Family Research Council

Feds should not play favorites on marriage definition

By Cathy Ruse and Peter Sprigg Senior Fellow - Legal Studies


Peter Sprigg is Senior Fellow for Policy Studies, and Cathy Ruse is Senior Fellow, Legal Affairs at Family Research Council. This article appeared in The Hill on October 24, 2013.


A handful of states have redefined marriage to include same-sex unions, and the Supreme Court has now said that the federal government must respect the "historic and essential authority" of states "to define the marital relation" by recognizing those "marriages."

However, that same "historic and essential authority" rests with the states themselves, the vast majority of which continue to define marriage as the union of one man and one woman. Congress can and should pass a simple provision to ensure that the federal government respects the law in these states, too.

In 1996, Congress responded to the first efforts by state judges to change the definition of marriage, passing (with overwhelming bipartisan support) the federal Defense of Marriage Act (DOMA). One part of DOMA (Section 3) made explicit what had always been self-evident - that for all purposes under federal law, "marriage" is defined as the union of one man and one woman.

The Supreme Court changed that in June. The plaintiff in United States v. Windsor had legally married a same-sex partner in Canada. New York (where the couple lived) recognized them as married, and Windsor's attorneys argued that the federal government should do so also. The Supreme Court agreed, condemning "DOMA's unusual deviation from the usual tradition of recognizing and accepting state definitions of marriage."

The Windsor majority said that the federal government should defer to "state-law policy decisions with respect to domestic relations," but that raises a question - policy decisions of what state? Is it the state where the marriage took place (the "state of celebration"), or where the couple now have their legal residence (the "state of domicile")?

DOMA's critics argued that the federal marriage definition created various incongruous disparities and inefficiencies in the law. For example, same-sex couples in a state that recognizes their marriage would be permitted to file a joint tax return with the state, but would then be required to file separate returns with the federal government.

However, applying the Court's ruling to same-sex couples who live in states that do not recognize same-sex unions as "marriages" would create new inconsistencies of exactly the same type that the lawsuit ostensibly sought to remedy.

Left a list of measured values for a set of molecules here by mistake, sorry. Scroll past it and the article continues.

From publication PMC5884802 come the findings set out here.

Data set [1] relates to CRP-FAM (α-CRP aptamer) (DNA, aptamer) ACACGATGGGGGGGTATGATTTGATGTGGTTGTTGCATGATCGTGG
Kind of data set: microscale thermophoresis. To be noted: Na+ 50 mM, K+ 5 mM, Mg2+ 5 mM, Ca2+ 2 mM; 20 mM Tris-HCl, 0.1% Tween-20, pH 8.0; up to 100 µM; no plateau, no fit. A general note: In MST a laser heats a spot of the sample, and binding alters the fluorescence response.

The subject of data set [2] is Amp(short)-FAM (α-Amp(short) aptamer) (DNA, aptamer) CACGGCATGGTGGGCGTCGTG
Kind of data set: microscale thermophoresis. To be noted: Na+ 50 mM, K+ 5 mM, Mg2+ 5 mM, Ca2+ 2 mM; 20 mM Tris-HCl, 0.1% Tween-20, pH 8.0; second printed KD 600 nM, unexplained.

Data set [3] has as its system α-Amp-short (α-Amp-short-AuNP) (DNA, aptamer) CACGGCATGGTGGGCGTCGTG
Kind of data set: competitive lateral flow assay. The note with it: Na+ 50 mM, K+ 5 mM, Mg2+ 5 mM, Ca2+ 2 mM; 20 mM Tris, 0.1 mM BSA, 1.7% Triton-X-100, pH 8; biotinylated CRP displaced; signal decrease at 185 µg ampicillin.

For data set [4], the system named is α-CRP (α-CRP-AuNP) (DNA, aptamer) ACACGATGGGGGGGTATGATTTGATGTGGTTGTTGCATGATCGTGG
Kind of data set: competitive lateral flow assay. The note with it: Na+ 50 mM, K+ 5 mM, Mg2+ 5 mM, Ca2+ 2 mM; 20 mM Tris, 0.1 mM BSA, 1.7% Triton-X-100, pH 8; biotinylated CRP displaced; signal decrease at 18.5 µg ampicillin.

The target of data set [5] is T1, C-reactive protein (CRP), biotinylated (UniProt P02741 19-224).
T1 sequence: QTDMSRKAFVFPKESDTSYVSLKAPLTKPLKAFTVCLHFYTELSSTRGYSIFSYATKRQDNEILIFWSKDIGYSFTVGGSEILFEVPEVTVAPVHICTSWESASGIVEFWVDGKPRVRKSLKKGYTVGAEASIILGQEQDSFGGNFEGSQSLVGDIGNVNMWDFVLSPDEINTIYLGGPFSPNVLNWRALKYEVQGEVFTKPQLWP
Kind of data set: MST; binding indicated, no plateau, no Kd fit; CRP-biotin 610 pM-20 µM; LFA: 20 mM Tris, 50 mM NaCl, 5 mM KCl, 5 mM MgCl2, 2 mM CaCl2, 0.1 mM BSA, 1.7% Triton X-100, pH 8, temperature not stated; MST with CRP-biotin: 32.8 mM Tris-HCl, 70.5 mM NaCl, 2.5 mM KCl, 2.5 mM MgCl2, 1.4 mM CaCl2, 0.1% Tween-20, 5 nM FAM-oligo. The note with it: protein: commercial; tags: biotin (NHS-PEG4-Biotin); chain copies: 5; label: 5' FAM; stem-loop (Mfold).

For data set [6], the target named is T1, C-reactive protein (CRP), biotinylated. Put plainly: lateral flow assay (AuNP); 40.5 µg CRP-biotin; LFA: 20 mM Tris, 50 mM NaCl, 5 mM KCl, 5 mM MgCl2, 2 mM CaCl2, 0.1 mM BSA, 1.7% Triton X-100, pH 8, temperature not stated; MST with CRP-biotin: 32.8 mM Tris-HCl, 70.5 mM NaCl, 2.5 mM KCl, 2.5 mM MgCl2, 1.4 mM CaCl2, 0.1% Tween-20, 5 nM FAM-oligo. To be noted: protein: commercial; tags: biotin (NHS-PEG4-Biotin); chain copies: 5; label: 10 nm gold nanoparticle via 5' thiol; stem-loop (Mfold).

Take the tax return issue. Suppose that a same-sex couple living in Maryland had "married" there, but later decide to relocate to Texas. The Texas constitution permits only the recognition of unions between a man and a woman as "marriage."

Will the federal government permit the couple to file a joint federal tax return - even though Texas, their state of legal residence, requires them to file separately? In such a case, just as much as before Windsor, the federal government would be refusing to defer to a state's definition of marriage.

What if the couple never resided in Maryland at all, but merely traveled there from Texas to get married and then returned home to Texas to live? If the federal government recognizes such a "marriage," it would be affirming the couple's deliberate evasion of their own state's law.

Unless and until the U.S. Constitution is amended to reinstate the natural definition of marriage as the union of a man and a woman nationwide, Windsor clearly requires federal recognition of a same-sex union that is recognized as a "marriage" by the state where the couple lives. However, the status of same-sex couples who have obtained a civil marriage somewhere, but reside in a state that does not recognize them as married, was left ambiguous.

Advocates of redefining marriage have ignored this ambiguity and rushed to the broadest possible interpretation, insisting that the federal government should extend recognition and benefits even to same-sex couples who are not married according to the law of their home state. The Obama administration is leading the charge. The Office of Personnel Management (OPM) announced August 2 that retirement benefits for federal employees would be extended to same-sex spouses "regardless of the employees' or annuitants' states of residency."

Not only is this interpretation not required by the Windsor ruling, but it conflicts with parts of it. For example, the Court specifically condemned DOMA for "creating two contradictory marriage regimes within the same State." The Obama administration's benefits policy creates just that. The Court condemned DOMA for trying to "put a thumb on the scales and influence a state's decision as to how to shape its own marriage laws." The Obama administration's actions do just that.

The Obama administration is going beyond the dictates of Windsor and putting a heavy federal thumb on the scale in favor of same-sex marriage in the vast majority of states with laws to the contrary. Congress should protect the "historic and essential authority" of these states by requiring federal agencies to respect their marriage laws, too.